4 Amazon S3 Storage Tools You Should Be Using

Amazon S3 storage is extremely flexible and many storage tools can help you with cost savings, automation and disaster recovery.
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The exponential increase of cloud migration from on-premise has significantly changed how to deploy and manage your environment. There is now lots more flexibility when dealing with resources, and in this article we want to focus on cloud storage. In this post we’ll take a look at Amazon S3 Storage – Amazon’s primary storage solution.

The widespread availability of the public clouds like AWS have led to many enterprises moving away from the on-premises data centers, and in doing so, significantly changing how they deploy and manage their environments. Amazon S3 Storage has some excellent related storage management tools which you can utilize to benefit your business needs.

What is Amazon S3 Storage?

Amazon’s Simple Storage Service (S3) is Amazon’s widely available, scalable, and durable (99.999999999%) object storage, designed for customers of all sizes and requirements. It was one of the first services released for the AWS cloud, and has been its core product ever since—not only is it utilized by almost all of the customers, but many other services rely heavily on it. Amazon S3 storage can be used for many use cases such as archiving, backup and restore, big data analytics, but also for IOT devices, mobile, and other applications, etc. We are seeing colder storage options like S3 becoming the norm as more and more compliance regulations are dictating long-term storage requirements.

S3 offer multiple storage classes to choose from. For general purpose storage, S3 Standard is used. Priced at $0.023 per GB stored per month, it is designed for high availability and durability of frequently accessed files, and can sustain the loss of an entire Availability Zone if a disaster occurs.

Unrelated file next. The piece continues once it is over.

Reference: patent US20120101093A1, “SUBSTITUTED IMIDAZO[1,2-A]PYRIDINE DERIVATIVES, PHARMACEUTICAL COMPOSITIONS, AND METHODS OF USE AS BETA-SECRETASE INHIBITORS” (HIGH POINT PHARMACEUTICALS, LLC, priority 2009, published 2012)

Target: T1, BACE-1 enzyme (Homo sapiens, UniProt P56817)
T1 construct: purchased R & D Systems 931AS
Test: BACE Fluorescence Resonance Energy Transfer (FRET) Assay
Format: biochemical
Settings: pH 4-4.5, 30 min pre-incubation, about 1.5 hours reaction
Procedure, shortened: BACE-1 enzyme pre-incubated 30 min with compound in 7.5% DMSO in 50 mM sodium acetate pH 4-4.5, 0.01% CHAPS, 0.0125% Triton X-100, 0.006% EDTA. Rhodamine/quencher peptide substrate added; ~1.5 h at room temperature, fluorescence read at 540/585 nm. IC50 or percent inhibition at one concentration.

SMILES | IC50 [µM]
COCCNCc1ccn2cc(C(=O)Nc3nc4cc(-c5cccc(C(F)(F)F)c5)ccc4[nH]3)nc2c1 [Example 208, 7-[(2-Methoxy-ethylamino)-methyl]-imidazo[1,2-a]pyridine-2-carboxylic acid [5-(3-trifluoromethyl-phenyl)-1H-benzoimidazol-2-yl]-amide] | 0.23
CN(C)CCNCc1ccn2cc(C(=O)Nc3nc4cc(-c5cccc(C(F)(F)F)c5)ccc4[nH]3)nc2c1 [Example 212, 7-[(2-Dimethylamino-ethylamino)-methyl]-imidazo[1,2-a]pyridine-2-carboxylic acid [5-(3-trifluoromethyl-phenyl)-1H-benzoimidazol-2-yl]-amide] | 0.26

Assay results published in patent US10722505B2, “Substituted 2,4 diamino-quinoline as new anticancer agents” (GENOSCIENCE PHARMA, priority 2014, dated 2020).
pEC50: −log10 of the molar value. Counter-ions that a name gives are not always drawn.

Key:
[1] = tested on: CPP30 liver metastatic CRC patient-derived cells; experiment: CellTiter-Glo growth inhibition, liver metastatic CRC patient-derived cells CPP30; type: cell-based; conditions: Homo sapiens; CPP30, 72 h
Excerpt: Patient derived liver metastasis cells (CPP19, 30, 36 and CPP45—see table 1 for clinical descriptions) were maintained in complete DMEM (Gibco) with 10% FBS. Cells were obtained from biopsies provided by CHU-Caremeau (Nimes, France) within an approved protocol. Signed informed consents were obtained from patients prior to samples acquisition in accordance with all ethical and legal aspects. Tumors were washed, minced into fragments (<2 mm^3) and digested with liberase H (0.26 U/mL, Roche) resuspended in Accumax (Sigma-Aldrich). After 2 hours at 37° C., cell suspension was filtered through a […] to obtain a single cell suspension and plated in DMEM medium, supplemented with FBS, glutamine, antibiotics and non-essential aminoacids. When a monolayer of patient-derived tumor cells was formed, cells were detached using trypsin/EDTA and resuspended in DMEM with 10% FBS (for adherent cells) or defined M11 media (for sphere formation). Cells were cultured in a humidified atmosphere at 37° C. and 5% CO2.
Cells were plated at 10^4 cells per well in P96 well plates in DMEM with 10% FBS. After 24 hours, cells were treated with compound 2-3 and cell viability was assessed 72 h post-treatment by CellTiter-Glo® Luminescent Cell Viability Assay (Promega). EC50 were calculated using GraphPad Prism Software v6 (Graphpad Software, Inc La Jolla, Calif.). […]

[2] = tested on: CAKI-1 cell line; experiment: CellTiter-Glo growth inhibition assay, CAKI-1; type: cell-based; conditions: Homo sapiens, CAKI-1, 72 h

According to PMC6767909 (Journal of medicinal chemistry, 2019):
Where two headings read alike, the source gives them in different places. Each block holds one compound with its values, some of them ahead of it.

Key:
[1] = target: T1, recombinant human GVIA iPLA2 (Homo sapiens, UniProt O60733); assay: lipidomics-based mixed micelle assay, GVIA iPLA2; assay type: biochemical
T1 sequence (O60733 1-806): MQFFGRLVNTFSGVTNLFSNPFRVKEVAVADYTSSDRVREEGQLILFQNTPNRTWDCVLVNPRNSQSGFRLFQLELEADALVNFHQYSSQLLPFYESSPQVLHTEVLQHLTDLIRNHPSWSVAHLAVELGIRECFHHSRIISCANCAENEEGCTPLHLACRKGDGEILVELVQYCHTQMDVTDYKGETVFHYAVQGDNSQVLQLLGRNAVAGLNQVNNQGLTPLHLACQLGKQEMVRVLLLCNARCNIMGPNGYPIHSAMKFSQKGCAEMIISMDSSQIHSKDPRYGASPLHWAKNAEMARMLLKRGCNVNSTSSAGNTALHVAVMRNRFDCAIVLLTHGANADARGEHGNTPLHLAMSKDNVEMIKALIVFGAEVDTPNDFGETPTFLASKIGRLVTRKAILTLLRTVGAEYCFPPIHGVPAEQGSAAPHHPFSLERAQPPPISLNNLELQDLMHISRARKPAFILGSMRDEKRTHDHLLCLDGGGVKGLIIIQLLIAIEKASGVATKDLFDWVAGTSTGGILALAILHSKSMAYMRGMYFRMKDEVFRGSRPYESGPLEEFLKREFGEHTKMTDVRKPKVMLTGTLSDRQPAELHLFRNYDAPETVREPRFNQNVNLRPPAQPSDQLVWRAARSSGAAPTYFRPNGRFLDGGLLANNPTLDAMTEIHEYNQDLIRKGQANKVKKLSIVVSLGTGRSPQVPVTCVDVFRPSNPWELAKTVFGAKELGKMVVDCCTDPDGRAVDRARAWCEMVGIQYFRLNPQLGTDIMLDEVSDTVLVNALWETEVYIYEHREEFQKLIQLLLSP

If you have data that is accessed less often, but still needs to be readily available on-demand, S3 Infrequent Access (IA) offers good value. S3 IA comes in two variants, with Standard-IA that costs $0.0125 per GB, and for One Zone-IA (data is stored in a single AZ instead of being replicated within three different ones) you pay only $0.01 per GB.

S3 Intelligent-Tiering is a special class that allows you to automatically move your data to the storage class that is most cost-effective, without any operational overhead.

If you need a low-cost cold storage, S3 Glacier provides a secure and durable solution for long-term archival. It is priced at only $0.004 per GB, and offer multiple choices for retrieval (each with its own cost attached)—you can get your data as quickly as a few minutes (at a higher cost) using expedited retrieval, or opt for the cheaper standard (3 to 5 hours), or the cheapest bulk (5 to 12 hours) option.